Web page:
The best communities want their members to be actively involved. So offer a variety of ways to engage, learn from others, teach others, and partner up. One of the positive aspects of leading a community is that you don't have to do it all yourself. Your community will happily create content for you.
When members are genuinely involved, that is what makes a difference and turns a community into a community. The main idea is to give people a platform to share their experiences and insights about your product and the entire ecosystem around your product. Also, ask about feedback from your devs. It is a great way to help your product iterate faster and more efficiently.
Once you got something create a buzz and maintain your momentum. All communities need to grow. They are never static - always dynamic. If your community is not growing, it is dying.
Our advice: Content is your best friend for creating engagement.
5. Build relationships
Your task as a community leader is to increase engagement and grow your community. You can do this by recognizing your valuable members and giving them the limelight they deserve. For example, they share their individual member stories in a blog post or a podcast interview.
If you want to go above and beyond, you can implement a rewards system: statuses, points, badges of honours, or even give out awards. That will motivate your members to contribute productively and make them feel appreciated. Free or discounted merchandise or services are also a good way of winning people over.
Another approach is through events. They can either be online, in person, at a conference, a virtual seminar, or a webinar. You can invite expert speakers to share their projects or do live coding tutorials, whatever suits your community best. Hosting these events gives you insights into your community's interest and lets you know what kind of content works with your audience and what doesn't. We recommend you host these events regularly, at least once per quarter but preferably once per month.
Later on, when you have established a relationship with your community, you can start thinking about community-led events. Let the community members organize events themselves. It personalizes the community experience, and the hosts probably understand the community's needs even better than you.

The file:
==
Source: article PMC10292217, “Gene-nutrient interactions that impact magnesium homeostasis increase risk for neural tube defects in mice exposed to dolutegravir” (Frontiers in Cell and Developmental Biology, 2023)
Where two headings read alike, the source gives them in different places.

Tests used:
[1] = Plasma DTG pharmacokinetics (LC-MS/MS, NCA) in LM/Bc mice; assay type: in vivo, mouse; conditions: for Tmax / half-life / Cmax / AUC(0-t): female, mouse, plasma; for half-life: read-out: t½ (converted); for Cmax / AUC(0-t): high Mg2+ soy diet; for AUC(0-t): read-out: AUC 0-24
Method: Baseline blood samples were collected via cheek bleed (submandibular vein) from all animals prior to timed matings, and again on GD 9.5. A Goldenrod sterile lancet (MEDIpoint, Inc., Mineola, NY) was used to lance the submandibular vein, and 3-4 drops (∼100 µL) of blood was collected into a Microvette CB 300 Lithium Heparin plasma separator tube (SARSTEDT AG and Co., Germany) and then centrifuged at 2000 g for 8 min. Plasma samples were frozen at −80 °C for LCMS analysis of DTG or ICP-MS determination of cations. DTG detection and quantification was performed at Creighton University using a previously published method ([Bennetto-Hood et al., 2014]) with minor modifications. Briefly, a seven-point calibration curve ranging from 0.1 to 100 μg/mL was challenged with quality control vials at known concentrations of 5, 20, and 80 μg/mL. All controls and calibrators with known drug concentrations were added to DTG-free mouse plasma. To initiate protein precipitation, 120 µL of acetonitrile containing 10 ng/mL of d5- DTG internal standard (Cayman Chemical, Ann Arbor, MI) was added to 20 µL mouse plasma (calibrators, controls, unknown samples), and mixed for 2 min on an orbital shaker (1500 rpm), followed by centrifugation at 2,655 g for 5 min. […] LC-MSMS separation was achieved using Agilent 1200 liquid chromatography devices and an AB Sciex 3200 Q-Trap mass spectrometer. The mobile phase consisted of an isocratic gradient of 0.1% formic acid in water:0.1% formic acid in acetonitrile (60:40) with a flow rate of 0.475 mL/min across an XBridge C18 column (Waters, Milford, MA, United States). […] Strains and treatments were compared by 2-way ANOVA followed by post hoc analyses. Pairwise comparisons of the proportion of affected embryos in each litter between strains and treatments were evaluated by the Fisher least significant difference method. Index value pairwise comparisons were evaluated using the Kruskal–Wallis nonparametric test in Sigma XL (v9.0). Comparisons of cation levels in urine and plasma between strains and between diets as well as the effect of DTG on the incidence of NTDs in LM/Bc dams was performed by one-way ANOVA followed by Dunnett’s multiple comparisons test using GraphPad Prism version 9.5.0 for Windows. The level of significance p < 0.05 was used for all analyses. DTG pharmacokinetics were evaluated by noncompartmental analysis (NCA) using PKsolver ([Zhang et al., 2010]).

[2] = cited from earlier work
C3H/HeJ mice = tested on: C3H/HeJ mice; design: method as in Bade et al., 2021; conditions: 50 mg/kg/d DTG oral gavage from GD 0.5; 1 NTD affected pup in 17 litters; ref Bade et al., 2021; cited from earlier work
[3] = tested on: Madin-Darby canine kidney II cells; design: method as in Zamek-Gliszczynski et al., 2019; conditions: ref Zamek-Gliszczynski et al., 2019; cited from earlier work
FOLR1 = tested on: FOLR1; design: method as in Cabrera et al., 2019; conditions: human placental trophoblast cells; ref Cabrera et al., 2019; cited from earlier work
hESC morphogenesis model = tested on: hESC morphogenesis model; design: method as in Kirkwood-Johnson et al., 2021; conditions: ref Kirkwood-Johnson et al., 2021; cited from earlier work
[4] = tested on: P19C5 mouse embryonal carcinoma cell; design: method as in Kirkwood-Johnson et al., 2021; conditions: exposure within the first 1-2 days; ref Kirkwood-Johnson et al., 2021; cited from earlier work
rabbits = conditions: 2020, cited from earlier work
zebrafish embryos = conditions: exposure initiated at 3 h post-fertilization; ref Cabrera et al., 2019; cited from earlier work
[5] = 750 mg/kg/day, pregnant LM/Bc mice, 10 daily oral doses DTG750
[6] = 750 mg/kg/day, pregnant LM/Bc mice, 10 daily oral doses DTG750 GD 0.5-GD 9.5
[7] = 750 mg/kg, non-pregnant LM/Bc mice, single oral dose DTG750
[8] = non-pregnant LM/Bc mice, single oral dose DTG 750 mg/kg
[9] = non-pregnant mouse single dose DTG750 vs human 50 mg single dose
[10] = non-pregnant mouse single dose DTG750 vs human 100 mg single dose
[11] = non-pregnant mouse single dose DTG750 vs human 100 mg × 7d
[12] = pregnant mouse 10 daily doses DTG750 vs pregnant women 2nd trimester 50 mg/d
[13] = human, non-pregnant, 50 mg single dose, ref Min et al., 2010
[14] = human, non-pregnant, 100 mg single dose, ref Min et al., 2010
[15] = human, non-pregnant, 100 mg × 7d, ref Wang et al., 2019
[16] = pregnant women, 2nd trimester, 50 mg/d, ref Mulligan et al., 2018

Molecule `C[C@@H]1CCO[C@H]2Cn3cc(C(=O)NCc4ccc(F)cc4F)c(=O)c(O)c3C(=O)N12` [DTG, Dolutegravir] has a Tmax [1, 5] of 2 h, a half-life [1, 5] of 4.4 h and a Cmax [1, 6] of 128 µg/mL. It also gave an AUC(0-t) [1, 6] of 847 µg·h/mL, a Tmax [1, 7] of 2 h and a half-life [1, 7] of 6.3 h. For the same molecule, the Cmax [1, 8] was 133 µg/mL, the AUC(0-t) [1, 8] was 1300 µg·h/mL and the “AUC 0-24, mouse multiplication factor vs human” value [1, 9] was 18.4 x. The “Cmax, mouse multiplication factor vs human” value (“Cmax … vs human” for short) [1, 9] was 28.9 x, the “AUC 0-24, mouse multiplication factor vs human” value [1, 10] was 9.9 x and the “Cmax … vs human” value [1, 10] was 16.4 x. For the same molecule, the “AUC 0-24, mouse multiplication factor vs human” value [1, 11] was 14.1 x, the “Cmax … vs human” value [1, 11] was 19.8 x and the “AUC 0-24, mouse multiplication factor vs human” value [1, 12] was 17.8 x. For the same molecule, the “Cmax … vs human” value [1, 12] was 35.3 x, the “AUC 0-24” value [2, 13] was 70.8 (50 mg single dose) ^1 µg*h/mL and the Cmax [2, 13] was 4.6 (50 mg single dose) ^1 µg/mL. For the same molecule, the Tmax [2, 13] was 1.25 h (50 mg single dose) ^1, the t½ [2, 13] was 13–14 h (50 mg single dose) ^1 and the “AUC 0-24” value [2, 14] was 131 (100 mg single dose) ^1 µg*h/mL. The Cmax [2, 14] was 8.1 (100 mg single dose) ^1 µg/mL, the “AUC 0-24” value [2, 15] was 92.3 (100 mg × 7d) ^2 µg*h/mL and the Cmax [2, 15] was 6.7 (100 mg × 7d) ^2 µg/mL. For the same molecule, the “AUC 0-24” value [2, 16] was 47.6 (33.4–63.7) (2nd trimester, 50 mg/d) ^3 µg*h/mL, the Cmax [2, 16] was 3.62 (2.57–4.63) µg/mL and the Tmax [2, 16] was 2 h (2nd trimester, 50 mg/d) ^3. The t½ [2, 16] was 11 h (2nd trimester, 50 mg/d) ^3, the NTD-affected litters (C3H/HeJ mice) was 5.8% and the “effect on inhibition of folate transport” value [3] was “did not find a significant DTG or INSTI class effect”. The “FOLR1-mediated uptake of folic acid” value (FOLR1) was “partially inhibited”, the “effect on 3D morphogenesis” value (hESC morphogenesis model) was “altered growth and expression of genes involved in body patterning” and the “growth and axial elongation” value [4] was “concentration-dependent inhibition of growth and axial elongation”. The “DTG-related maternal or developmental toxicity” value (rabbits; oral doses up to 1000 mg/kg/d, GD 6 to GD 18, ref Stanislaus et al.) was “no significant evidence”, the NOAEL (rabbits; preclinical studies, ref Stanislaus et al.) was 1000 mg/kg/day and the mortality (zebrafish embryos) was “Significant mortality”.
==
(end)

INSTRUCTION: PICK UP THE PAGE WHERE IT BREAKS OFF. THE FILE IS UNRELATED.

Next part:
We pointed out that the founding members provide a specific value for your community. So you should put in extra effort to let them know they are highly valued. You can do this by:
- Hosting dinners (in-person)
- Private Zoom calls
- Live experiences
- Special merchandise
- Asking for their opinion & feedback
- Letting them host events
- Giving away privileges and responsibilities
Our advice: Build a strong community bond through implementing a rewards system and hosting events.
6. Implement a code of conduct
A requirement for building a thriving community is creating a safe atmosphere. Your members should encounter a welcoming environment online as well as offline. You want your community to be active, share insights, gossip, learn from, and debate with each other. Sometimes developers tend to be passionate about a topic and tend to be less professional in their tone of voice. Act as a social guide and watch your participants' interactions. Interfere if necessary. The participants should feel heard and respected. However, you don't want to mingle too much in a community, otherwise, people feel monitored, and engagement will decrease.
As a leader, it is YOUR responsibility to shape the culture of your community by carrying through a healthy policy. It goes without saying that sexism, racism, harassment, and any kind of discrimination shouldn't be tolerated. You should create a code of conduct and enforce it actively. Maintaining a contact page where members can report violations and take actions when necessary sends a solid message to your community.
Our advice: Make clear there is no space for discrimination in your community by implementing and actively enforcing a code of conduct.
7. Use the right metrics
You can measure how well your community is doing with the right metrics. This is especially vital in the beginning since you want to get an overview of growth and engagement. Look how many channels are active, how many people are joining per week, and what are they doing after they join? Do they observe or actively engage through blogs and posts?
It is essential to get an overview of contributions and comments. You can also adopt a community organizing tool, which measures your community metrics. If you are interested in reading more about community metrics, check out our blog, "10 metrics you should track in your open source community".
Our advice: Find the right metrics and measure your communities growth right from the start.
1. Think thoroughly about your community culture, value and mission before you start doing anything else.
2. Start with one platform and one general channel.
3. Start small and grow slowly.
4. Content is your best friend for creating engagement.
5. Build a strong community bond through implementing a rewards system and hosting events.
6. Make clear there is no space for discrimination in your community by implementing and actively enforcing a code of conduct.
7. Find the right metrics and measure your communities growth right from the start.